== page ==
This interview was originally published on Conservation International’s Human Nature Blog


“What is the “blue economy”?

At its simplest, “blue economy” refers to the range of economic uses of ocean and coastal resources — such as energy, shipping, fisheries, aquaculture, mining, and tourism. It also includes economic benefits that may not be marketed, such as carbon storage, coastal protection, cultural values and biodiversity.

Why are people talking about “blue economy”?

“When we say ‘blue economy,’ says Keith Lawrence, lead economist of Conservation International’s Center for Oceans, “we’re talking about managing the ocean in a way that it’s healthy and continues to benefit people. We used to think of the ocean as this expansive, unknowable, infinite resource that we could never fully exploit, and that we didn’t really need to manage because it’s so massive and it’s out there on its own.”

That’s not the case anymore, Lawrence says, citing industrialized fishing and climate change as just some of the causes.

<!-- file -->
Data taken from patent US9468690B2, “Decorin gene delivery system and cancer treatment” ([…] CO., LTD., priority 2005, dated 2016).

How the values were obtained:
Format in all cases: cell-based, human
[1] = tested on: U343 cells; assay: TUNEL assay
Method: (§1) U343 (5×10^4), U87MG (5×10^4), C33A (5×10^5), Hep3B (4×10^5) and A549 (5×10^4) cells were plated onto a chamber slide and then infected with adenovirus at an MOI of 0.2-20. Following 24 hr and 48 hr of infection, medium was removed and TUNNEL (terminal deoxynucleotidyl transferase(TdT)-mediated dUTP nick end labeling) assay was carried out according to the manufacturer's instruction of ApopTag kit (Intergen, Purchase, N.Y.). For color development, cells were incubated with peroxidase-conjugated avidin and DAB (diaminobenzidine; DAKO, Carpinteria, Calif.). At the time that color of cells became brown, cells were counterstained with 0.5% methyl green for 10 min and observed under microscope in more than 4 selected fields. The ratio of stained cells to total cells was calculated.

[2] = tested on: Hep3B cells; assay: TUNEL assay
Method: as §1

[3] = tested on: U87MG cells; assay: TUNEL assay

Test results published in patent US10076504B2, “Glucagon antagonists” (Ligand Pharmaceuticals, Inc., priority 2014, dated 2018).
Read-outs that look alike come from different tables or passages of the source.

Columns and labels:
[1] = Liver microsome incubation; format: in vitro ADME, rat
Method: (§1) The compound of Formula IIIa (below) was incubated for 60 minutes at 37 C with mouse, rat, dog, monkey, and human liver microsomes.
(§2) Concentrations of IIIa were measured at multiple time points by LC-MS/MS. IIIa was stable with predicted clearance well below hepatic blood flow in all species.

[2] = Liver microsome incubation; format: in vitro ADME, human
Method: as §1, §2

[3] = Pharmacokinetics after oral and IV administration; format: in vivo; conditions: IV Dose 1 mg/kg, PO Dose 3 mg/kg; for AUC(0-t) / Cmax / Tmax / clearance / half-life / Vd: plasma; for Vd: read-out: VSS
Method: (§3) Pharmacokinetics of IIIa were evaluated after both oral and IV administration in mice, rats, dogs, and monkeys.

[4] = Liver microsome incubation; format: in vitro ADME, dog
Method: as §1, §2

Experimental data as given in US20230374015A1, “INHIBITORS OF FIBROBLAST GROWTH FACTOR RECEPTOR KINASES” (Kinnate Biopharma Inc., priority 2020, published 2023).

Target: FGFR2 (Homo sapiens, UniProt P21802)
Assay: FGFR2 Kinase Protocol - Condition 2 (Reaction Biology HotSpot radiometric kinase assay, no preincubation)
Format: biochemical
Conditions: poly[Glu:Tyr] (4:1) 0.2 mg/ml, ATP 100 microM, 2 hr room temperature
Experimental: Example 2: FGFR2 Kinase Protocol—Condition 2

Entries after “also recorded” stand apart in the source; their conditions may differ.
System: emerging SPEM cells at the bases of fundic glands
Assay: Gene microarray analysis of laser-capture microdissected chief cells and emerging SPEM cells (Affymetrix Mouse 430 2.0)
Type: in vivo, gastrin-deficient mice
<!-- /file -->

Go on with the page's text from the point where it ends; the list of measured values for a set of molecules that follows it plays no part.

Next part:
“The ocean is one of the big economic frontiers right now. Almost all of global trade is moved by shipping. You’ve got offshore oil and gas, and deep-sea mining. As we innovate technologies, we are able to go to — and exploit — places that we weren’t able to go before. There’s enormous potential for the ocean to provide major solutions to help feed the planet and to provide clean energy and jobs.

“But if we do this thoughtlessly, we risk damaging the Earth’s largest life-support system – a system that provides for people, for animals, for ecosystems.”…”

Read on at: Conservation International’s Human Nature Blog.